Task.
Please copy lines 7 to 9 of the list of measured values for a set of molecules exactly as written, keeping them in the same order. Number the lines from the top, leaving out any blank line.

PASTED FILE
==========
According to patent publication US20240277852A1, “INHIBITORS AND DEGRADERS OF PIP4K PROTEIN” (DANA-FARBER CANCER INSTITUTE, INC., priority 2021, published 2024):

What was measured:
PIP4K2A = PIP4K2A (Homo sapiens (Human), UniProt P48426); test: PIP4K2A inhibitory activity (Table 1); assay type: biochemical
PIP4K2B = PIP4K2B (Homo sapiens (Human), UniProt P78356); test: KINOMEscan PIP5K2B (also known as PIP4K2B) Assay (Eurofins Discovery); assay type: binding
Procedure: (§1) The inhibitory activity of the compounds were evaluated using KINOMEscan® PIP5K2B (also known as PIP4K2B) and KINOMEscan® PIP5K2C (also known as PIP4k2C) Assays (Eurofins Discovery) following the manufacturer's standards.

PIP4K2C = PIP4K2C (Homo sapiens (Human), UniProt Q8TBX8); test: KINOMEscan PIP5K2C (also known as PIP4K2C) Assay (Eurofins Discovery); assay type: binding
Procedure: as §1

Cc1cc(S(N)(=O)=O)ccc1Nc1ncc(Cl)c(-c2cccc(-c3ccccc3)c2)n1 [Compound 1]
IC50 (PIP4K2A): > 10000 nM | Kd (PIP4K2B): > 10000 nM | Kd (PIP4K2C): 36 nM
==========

Procedure: as §1

Cc1cc(S(N)(=O)=O)ccc1Nc1ncc(Cl)c(-c2cccc(-c3ccccc3)c2)n1 [Compound 1]
IC50 (PIP4K2A): > 10000 nM | Kd (PIP4K2B): > 10000 nM | Kd (PIP4K2C): 36 nM